The Petty Archives

By Steve Halvonik
Pittsburgh Post-Gazette - November 4, 1994

Middle age does some crazy things to rock 'n' roll singers.

It caused Bruce Springsteen to marry (twice), dump the E Street Band and descend into a Beverly Hills torpor from which he's never artistically recovered.

Same for John Mellencamp (except the Beverly Hills part).

Middle age also has inspired some of our greatest songwriters to take stock of their lives and produce some of their finest records. Bob Dylan's "Oh, Mercy" and Neil Young's "Sleeps with Angels" are two examples. Tom Petty's "Wildflowers" is a third.

Petty's first solo record, "Full Moon Fever," was eminently entertaining and produced a slew of radio hits, but ultimately it left the listener asking, "So what?" It sounded like a Tom Petty and the Heartbreakers record, without the Heartbreakers. If a solo record doesn't offer something different, then what's the point?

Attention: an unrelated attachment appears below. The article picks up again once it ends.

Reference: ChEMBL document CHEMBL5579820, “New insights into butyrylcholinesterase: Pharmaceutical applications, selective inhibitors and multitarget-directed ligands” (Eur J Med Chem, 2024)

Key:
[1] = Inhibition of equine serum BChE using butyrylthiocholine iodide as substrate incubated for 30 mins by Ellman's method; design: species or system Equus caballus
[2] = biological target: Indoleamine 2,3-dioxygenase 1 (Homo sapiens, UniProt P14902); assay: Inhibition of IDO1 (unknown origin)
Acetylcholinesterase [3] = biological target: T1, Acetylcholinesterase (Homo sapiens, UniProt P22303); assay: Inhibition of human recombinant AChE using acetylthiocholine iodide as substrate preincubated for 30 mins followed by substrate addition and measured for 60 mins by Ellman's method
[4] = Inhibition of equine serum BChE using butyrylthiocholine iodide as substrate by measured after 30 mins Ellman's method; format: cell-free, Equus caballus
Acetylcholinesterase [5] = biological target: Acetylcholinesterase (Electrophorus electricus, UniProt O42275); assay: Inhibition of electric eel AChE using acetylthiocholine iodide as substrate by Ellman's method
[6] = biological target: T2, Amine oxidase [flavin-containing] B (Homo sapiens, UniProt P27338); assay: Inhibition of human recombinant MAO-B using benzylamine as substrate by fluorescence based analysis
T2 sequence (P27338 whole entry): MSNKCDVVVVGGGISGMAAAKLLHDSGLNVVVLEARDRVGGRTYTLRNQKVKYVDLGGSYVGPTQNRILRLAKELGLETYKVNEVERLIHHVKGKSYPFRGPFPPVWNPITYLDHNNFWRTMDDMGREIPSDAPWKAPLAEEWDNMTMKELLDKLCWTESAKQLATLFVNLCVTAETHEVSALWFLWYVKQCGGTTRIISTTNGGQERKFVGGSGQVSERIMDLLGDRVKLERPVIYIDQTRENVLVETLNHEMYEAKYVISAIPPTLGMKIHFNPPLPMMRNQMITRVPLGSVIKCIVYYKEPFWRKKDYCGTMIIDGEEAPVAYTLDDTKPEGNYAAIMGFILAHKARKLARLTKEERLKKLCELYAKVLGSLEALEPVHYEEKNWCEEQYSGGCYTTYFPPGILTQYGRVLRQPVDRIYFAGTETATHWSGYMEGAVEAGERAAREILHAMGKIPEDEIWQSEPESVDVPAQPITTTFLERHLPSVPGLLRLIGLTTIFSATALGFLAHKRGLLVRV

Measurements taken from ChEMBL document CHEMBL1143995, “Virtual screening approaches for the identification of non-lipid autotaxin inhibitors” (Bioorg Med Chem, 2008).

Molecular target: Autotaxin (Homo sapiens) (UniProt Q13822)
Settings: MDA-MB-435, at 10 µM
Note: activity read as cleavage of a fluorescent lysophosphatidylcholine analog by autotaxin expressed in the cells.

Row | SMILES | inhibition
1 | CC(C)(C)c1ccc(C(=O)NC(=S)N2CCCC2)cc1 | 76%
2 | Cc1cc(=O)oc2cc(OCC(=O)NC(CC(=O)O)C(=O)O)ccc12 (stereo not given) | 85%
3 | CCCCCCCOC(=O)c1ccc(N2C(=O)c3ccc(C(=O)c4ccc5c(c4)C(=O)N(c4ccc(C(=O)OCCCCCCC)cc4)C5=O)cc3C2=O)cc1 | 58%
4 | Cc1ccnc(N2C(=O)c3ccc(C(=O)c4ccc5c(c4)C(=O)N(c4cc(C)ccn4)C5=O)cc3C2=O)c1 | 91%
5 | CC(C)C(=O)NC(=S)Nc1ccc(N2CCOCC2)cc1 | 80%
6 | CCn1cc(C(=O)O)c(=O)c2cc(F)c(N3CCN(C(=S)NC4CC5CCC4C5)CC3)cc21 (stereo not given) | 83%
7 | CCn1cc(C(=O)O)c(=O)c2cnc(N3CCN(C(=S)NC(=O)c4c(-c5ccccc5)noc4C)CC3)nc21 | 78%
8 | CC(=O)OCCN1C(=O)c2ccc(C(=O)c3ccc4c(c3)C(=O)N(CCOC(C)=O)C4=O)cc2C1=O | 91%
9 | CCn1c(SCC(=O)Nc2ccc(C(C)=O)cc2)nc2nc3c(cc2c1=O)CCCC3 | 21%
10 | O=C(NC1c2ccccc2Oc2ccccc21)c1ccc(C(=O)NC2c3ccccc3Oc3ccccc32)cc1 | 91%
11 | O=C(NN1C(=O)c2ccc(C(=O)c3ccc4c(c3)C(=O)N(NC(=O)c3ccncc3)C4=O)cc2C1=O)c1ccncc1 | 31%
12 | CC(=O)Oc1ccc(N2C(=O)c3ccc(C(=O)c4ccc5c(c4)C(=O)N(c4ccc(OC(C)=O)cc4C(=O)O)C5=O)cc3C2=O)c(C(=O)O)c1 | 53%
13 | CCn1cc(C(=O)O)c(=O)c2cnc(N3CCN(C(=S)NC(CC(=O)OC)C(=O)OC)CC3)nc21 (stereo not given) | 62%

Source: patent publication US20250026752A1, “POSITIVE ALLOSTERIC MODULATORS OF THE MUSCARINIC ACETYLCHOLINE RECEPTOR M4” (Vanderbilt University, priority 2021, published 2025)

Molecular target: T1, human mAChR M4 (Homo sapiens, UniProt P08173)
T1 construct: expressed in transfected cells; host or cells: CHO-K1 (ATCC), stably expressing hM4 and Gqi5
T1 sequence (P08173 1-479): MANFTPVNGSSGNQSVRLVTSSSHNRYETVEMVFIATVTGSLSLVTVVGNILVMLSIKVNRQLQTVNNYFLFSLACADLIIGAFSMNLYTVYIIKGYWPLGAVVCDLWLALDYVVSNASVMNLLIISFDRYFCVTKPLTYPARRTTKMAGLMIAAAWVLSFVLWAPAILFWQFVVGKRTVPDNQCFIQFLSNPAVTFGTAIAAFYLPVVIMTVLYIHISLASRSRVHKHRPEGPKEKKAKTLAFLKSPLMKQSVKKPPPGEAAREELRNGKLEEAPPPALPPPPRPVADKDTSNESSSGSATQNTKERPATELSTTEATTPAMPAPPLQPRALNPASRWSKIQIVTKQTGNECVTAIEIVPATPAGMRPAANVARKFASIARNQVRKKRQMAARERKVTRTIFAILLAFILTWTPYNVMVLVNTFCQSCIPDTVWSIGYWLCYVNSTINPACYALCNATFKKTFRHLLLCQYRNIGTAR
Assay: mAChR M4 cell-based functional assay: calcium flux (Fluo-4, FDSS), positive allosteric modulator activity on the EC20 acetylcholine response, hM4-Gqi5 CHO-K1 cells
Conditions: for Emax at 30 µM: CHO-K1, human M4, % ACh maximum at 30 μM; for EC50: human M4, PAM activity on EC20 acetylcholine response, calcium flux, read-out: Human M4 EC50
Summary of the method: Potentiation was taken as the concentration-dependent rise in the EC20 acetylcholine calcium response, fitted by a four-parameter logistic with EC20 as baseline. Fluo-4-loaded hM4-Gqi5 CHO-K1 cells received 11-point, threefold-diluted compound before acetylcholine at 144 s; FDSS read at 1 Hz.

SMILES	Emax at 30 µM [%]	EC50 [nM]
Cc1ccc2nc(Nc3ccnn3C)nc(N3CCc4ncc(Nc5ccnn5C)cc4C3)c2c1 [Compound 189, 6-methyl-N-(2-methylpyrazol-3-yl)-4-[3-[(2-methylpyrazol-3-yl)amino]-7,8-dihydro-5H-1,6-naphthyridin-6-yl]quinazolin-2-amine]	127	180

There are no such complaints about "Wildflowers," Petty's first solo record in five years and his first for Warner Brothers. On this collection of 15 songs, the fortysomething rocker ruminates about love, loneliness and the pressures of celebrity. OK, it's not exactly like being homeless in the street, but it's musically more compelling than Springsteen's whine about 57 channels and nothing on.

with assistance from Rick Rubin, the studio wizard who produced Johnny Cash's recent critically acclaimed record, Petty has given "Wildflowers" a musical diversity that's usually lacking on most Heartbreakers records. Oh, there are some Byrds-inspired jangling guitars, but there's a lot more too. The title cut is a sweet acoustic ballad; "Honey Bee" features a big blues-rock riff; and a pedal-steel guitar adds some country flavor to "House in the Woods."

Petty gets assistance from Heartbreakers Mike Campbell on guitars and Benmont Trench on piano. And Ringo Starr makes a cameo on drums. But make no mistake: "Wildflowers" is strictly a one-man show. And what a bravura performance it is.